Since his arrival Feb. 29, Fr. David Trask is building for the future at St. Patrick Catholic Church, while also embracing the 40-year foundation laid by the departing Fr. James Reymann.
“I wrote in reflection this past weekend that I’ve only been here for two months, but in a good way it seems like a lot longer,” said Trask. “People have been very welcoming and open. It’s like I’m a family member who’s returned after a long absence. I feel very much like a part of people’s lives after only two months. I think that’s a great benefit.”
Trask admits to struggling with names. He began to solve this problem at his previous parish — Our Lady of Guadalupe in Macedonia — as long as 15 years ago by storing pictures and birthdays in his computer.
“Eventually I exported it out of the computer and into Google Calendar,” he said. “I’ve asked parishioners to send me pictures with their names. I can study those during the week and then if you didn’t introduce yourself on Sunday, I can put a name to a face and call you by name. I find that makes a world of difference.”
On his predecessor, Trask could not have been more complimentary.
“Fr. Reymann has been nothing less than a total gentleman. He’s been very open and very receptive,” he said. “We get together once a week to do lunch or dinner. He’s still very much a part of the parish. He’s here every Sunday for Mass. That made it a real challenge to throw his 92nd birthday party. I couldn’t tell the people at the five o’clock mass that it was a surprise party, because he was sitting there.”
Trask recently started a Facebook page and separate website for the church. This allowed 772 people to see the announcement of Reymann’s birthday party. Family made it to the event, as well as the daughter of Reymann’s first housekeeper, who might not have known without the online invite.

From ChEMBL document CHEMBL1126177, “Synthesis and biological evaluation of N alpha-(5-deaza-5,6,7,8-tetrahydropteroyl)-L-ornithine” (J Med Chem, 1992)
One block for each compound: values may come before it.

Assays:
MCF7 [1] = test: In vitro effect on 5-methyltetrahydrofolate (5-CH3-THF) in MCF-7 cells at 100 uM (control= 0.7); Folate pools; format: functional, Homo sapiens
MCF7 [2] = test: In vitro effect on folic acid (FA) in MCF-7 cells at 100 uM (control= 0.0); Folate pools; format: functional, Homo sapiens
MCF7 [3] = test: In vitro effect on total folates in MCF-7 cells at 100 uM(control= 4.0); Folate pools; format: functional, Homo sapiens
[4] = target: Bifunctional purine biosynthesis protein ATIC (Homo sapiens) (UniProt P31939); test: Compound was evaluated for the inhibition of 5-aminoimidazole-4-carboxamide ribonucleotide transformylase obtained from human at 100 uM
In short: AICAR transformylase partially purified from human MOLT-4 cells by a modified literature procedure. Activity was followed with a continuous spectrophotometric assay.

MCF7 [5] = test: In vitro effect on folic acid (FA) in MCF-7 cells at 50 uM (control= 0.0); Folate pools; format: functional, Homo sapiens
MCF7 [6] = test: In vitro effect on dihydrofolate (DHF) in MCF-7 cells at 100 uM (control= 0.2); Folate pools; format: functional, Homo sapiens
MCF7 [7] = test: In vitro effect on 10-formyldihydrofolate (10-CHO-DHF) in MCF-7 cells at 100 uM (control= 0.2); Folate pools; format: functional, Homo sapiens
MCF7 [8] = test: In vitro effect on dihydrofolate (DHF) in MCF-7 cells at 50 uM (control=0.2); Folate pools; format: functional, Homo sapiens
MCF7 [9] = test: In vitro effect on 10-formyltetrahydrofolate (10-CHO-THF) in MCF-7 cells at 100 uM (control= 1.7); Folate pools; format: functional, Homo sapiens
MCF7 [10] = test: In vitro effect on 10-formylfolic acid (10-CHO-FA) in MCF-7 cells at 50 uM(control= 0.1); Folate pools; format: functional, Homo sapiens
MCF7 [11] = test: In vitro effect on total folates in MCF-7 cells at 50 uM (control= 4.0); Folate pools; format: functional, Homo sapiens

“He wanted nothing to do with a retirement party, so we didn’t throw him one,” said Trask. “I told everyone to write him notes of appreciation, let him know what he means to you, but we can’t give him a retirement party. Some people got him outlandish cards, including me, that poked fun at his age. Then you remember that not everyone makes it 92, and it’s a reason to celebrate.”
According to Trask, the retirement age for Reymann when he reached it was 70, before recently being raised to 75. Reymann applied for 22 one-year extensions in the years since before retiring.
“He’s got a place just across from the football field,” he said. “He still has his boxer, Patrick. You’re never going to separate those two.”
Trask looks forward to putting his stamp on the parish, while also recognizing what doesn’t need improvement.
“People will always ask, ‘What are you going to change?’ You don’t necessarily change a lot,” he said. “You build on what was good. One of the things about Fr. Reymann that I want to build on is being a father to everyone in the parish, to know a lot of people personally. There’s a lot of names that I know after two months, there’s some that I’ve heard six times and can’t remember. That will improve with time. If I know who you are, then it’s very easy for us to talk.”
Jonathan Delozier can be reached at 440-647-3171 or @DelozierNews on Twitter.
Jonathan Delozier | Wellington Enterprise David Trask hopes to bring new ideas to St. Patrick’s while retaining old ones that work well.